But, it didn't matter. Lamonte Turner committed one of the top sins for a basketball player at the end of the game. He fouled Edwards. I understand the call was somewhat controversial, but in my humble opinion, the ref shouldn't not call the foul just because it's the end of the game. If it's a foul in the first minute of the game, then it's a foul in the last minute. Purdue would go onto win in OT.
That wasn't the only perfectly drawn up play. In Friday night's Duke-Virginia Tech, the star-studded Blue Devils got all they could handle and then some. The game came down to the wire, much like Duke's last game against UCF, with their opponent possessing the ball last with a chance to win the game.
Then, with just over a second left, Coach Buzz Williams drew up the perfect inbound play to get an alley-oop attempt at the rim that would have sent the game to OT. But, instead, Ahmed Hill volleyball taps it when he had time to catch it and make sure it went in (clearly he and his boys didn’t play tip-ins on 21 when they were younger). It’s a shot he probably makes 19 times out of 20, and luckily for Duke this was attempt 20.
Winner: Michigan’s 2018-19 Final Four appearance
After getting trounced by Texas Tech 63-44 (the game wasn't even that close) you probably wouldn't think John Bielein's Wolverines would be mentioned anywhere near the winner's section, and technically you’re right. This year's team isn't. However, I am going into my bracket for next year and penciling, screw that pencil, I am getting my Pilot G2 pen and putting next year's Wolverines in.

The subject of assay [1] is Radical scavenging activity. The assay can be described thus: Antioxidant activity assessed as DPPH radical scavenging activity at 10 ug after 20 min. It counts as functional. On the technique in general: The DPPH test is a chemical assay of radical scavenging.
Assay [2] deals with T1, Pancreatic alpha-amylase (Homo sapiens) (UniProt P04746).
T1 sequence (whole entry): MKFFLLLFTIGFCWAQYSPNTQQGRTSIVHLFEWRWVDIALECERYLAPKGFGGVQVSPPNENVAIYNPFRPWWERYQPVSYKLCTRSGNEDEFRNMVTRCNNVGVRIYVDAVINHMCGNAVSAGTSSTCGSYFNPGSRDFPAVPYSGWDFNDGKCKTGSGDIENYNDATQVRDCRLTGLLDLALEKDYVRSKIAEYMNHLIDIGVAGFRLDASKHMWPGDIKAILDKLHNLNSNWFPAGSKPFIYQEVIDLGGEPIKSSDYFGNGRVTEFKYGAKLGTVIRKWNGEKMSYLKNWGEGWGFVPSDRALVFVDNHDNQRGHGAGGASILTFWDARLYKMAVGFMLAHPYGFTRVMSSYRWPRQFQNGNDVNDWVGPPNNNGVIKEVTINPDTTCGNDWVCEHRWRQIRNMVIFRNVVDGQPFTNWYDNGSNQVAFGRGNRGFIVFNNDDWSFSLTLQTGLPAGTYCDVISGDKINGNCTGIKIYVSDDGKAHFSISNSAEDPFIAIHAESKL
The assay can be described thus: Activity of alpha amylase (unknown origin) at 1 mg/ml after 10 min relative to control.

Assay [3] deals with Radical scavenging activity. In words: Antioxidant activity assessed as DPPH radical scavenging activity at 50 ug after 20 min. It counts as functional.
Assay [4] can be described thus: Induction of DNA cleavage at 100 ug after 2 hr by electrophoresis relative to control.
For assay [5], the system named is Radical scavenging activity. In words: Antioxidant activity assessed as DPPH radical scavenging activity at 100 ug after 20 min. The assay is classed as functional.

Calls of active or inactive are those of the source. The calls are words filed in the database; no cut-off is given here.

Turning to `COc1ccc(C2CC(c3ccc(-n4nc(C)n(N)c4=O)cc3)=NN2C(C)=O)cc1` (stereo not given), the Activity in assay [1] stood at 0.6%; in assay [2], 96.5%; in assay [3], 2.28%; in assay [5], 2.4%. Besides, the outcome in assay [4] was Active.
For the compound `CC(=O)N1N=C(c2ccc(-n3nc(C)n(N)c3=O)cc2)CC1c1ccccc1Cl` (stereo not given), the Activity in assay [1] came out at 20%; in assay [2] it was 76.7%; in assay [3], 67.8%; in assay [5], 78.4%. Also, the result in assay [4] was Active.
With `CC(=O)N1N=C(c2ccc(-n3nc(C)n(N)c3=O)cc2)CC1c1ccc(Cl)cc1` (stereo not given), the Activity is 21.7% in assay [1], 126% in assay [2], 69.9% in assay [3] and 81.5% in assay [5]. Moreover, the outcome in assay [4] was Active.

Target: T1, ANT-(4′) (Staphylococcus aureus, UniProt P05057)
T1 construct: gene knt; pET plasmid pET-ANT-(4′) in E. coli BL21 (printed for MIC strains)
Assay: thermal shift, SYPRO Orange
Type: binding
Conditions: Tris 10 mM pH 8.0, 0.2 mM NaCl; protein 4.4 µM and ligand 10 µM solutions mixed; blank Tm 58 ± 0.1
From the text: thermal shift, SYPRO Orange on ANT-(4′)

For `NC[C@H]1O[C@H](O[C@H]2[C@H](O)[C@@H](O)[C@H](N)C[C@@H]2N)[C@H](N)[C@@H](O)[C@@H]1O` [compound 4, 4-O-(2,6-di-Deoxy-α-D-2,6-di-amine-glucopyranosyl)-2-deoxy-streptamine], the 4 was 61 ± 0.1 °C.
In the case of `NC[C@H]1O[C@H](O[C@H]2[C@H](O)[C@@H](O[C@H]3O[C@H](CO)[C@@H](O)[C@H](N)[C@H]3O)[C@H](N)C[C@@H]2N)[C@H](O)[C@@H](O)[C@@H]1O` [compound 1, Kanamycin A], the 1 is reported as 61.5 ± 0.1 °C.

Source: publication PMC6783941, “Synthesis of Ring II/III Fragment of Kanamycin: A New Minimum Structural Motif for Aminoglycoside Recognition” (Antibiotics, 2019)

With the way they lost that game I think Beilein may return four of his starting five. It's probably a year early, but Brazdeikis could go pro and would probably be a first-round pick. Point guard Zavier Simpson may be a second-round pick, but do you think the junior wants to go out like that? Doubt it. And, Jordan Poole just seems like a guy who would have left this year for the NBA and gone undrafted if Michigan would have made it to the Final Four. I know it isn't the ending you hoped for Wolverine fans, but I think it will work out just fine.
Loser: People Who Dislike SEC Fans
As John Calipari's teams have been known to do since he has been a part of Big Blue Nation, the Kentucky Wildcats advanced to the Elite 8. In fact, since Calipari got to Kentucky in 2009 they have been one of the last eight teams standing seven out of 10 years. As impressive as that is, to only have one championship to show for that has to feel like a letdown. Anywho, that's another conversation for another day. They beat Houston on Friday night to advance, and right before that the Auburn Tigers handled the top-seeded North Carolina Tar Heels to advance to the Elite 8. That means it was an all-SEC night in Kansas City, and the Auburn and Kentucky fans made sure to let everyone know, as they did what Southern college sports fans do best. Collectively join together for a loud chant of, "S-E-C… S-E-C… S-E-C…" which could be heard coming through the TVs of millions of Americans.
Well boys and girl here we are, the Final Four is set. We have two schools in who had previously never made it this far. Congrats Auburn and Texas Tech. We have one school who has not been one of the last four standing since 1984 and has never won a title in Virginia, who, oh, by the way, are still trying to exercise the demons of losing to 16-seed UMBC as the top overall seed last year. And, you have the one constant. Tom Izzo and Michigan State, who, like clockwork, reaches the Final Four just about every four years.
Once again, the NCAA Tournament has given many across the nation enjoyment, and a reason to put off work while we read, watch, talk, and think about how these kids are being paid $0.00 to put on the best show in sports. Cheers to you, NCAA and Mark Emmert.